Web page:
THE High Court Division’s directive for the government to prepare and submit in six months ‘a time-bound action plan’ for the recovery and reclamation of the capital’s 50 canals by demarcating their boundaries according to their original flows, is welcome. The court, as New Age reported on Tuesday, also directed it to enclose with the action plan a list of encroachers and grabbers of the canals to prevent encroachment of all sorts on canals and water bodies and to stop construction by evicting them once and for all. There were about 78 canals in the city; but none of them exists now as all of them were grabbed by influential quarters. Their absence has made stagnation of rainwater a perennial problem. Many canals and natural water bodies are still being subjected to a relentless onslaught on their very existence in the form of pollution and encroachment although the highest judiciary issued a number of rules, either suo moto or in response to public interest litigation writ petitions, on the government, asking it to undertake effective steps to end the pollution of and encroachment on natural water bodies. This, evidently, is a testimony to the government’s failure to rein in the menace. Now, a moderate rainfall is enough to halt the city life of Dhaka as many areas go under water. Unauthorised construction of structures on grabbed canals and water bodies has become a hindrance to the drainage system of the capital.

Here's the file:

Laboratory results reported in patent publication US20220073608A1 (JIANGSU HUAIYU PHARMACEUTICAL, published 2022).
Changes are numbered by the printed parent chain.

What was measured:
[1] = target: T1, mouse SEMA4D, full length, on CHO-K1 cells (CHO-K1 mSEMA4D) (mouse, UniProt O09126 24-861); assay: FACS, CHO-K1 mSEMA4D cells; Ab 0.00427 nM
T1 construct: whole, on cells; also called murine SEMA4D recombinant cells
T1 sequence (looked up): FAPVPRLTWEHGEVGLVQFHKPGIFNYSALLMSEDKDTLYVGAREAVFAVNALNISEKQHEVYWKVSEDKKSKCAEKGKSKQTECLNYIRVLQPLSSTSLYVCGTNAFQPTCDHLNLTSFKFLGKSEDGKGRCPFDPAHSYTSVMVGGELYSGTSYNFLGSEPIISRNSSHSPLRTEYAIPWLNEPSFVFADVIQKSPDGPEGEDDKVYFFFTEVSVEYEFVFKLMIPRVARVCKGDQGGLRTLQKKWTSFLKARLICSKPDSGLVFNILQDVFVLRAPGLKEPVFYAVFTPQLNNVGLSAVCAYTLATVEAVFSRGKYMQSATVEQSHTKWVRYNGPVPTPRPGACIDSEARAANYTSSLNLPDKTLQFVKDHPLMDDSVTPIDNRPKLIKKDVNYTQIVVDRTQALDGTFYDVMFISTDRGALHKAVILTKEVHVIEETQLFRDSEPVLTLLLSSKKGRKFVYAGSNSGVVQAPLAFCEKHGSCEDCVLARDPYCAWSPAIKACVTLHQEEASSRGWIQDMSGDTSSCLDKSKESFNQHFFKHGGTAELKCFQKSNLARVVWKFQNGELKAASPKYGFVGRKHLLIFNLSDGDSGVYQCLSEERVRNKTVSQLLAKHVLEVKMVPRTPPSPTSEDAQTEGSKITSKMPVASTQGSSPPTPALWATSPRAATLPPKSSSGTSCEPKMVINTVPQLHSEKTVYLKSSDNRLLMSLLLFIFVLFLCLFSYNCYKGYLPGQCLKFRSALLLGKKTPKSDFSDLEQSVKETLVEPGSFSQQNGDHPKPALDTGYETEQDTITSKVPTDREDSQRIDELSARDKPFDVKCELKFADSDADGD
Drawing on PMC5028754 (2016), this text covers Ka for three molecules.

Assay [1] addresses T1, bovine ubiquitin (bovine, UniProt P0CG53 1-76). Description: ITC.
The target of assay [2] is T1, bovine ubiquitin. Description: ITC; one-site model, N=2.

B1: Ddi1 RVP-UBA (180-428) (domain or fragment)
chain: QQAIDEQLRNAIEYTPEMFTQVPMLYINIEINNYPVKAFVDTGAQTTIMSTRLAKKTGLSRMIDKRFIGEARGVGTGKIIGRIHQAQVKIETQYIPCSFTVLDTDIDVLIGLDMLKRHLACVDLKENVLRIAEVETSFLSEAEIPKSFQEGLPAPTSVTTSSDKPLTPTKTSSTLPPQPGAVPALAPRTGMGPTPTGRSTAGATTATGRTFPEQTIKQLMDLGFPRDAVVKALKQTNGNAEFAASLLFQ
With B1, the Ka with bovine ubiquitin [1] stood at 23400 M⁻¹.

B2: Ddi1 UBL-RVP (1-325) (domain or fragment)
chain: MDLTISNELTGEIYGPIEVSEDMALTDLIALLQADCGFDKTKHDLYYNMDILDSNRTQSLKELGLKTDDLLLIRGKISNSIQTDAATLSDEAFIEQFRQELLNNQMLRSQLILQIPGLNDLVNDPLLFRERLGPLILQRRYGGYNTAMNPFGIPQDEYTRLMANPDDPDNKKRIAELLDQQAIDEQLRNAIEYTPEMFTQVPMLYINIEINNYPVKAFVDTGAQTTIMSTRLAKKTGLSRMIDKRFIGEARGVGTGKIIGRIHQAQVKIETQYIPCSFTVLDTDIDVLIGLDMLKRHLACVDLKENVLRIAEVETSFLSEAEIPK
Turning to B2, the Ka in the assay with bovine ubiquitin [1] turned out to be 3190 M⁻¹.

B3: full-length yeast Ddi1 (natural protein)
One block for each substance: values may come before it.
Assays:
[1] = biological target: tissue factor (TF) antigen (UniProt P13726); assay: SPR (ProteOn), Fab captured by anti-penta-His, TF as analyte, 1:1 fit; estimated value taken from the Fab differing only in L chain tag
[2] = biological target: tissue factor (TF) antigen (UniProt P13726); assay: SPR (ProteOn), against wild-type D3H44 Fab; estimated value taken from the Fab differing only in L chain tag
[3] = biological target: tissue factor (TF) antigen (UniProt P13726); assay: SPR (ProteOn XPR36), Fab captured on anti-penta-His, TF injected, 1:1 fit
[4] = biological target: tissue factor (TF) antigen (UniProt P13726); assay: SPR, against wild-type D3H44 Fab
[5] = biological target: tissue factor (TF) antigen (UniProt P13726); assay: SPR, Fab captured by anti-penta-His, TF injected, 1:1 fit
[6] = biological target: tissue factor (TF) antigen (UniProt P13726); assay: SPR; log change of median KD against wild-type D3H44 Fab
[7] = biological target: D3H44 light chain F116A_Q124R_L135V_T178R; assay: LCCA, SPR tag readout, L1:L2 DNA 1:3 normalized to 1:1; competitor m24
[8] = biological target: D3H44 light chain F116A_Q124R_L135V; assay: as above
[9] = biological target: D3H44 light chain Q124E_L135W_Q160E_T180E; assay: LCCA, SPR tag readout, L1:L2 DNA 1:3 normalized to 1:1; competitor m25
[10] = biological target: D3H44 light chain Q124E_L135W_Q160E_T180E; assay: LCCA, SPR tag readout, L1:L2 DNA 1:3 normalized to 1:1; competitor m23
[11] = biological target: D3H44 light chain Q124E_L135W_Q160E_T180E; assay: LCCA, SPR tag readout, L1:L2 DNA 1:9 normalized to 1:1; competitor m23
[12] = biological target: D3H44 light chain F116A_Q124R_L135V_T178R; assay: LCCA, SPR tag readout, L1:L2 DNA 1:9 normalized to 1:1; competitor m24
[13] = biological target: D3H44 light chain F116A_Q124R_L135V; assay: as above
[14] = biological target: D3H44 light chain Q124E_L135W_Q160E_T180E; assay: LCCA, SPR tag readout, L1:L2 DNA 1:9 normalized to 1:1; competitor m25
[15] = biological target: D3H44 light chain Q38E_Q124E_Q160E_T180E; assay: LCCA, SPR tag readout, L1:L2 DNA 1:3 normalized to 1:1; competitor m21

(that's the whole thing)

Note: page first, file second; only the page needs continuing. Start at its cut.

Widespread encroachment on different rivers in the city, too, continues, reducing the flow of water on them and causing the build-up of silt, which eventually causes a rising frequency of monsoon floods in the city and aggravation of water shortage in the dry season. One is aware that almost all the major rivers that skirt around Dhaka, feeding its groundwater reservoirs, are being gradually filled up by politically powerful quarters. The government agencies on certain occasions have embarked on demolition drives to save the rivers and canals from being choked with encroachment. But these efforts have often come to an abrupt halt with no permanent solution. The government must realise that episodic demolition drives cannot prevent encroachment on rivers and water bodies; it will necessitate sustained action and surveillance. Some experts warned that unless drastic measures were undertaken, the water of some of the rivers and canals would be polluted beyond treatment. Yet, encroachment on and pollution of canals and water bodies continue with untreated human, industrial and clinical wastes being discharged into them.
The government along with its relevant agencies must comply with the court directive. It also needs to take steps to reclaim canals, rivers and water bodies illegally grabbed by encroachers in the greater interest of the nation, rising above all kinds nepotism, cupidity and meanness. It must, in other words, lend full support to all government agencies concerned so that all can fight the menace of encroaching on canals at full throttle.
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